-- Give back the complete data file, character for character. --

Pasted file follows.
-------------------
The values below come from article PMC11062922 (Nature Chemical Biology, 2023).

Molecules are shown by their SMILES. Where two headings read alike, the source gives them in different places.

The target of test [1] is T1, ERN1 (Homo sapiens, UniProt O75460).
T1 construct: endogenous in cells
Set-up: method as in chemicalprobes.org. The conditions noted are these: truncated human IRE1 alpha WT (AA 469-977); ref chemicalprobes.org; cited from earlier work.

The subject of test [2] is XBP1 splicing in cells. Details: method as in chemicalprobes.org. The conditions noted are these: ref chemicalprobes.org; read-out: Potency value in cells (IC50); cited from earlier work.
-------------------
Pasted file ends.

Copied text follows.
The values below come from article PMC11062922 (Nature Chemical Biology, 2023).

Molecules are shown by their SMILES. Where two headings read alike, the source gives them in different places.

The target of test [1] is T1, ERN1 (Homo sapiens, UniProt O75460).
T1 construct: endogenous in cells
Set-up: method as in chemicalprobes.org. The conditions noted are these: truncated human IRE1 alpha WT (AA 469-977); ref chemicalprobes.org; cited from earlier work.

The subject of test [2] is XBP1 splicing in cells. Details: method as in chemicalprobes.org. The conditions noted are these: ref chemicalprobes.org; read-out: Potency value in cells (IC50); cited from earlier work.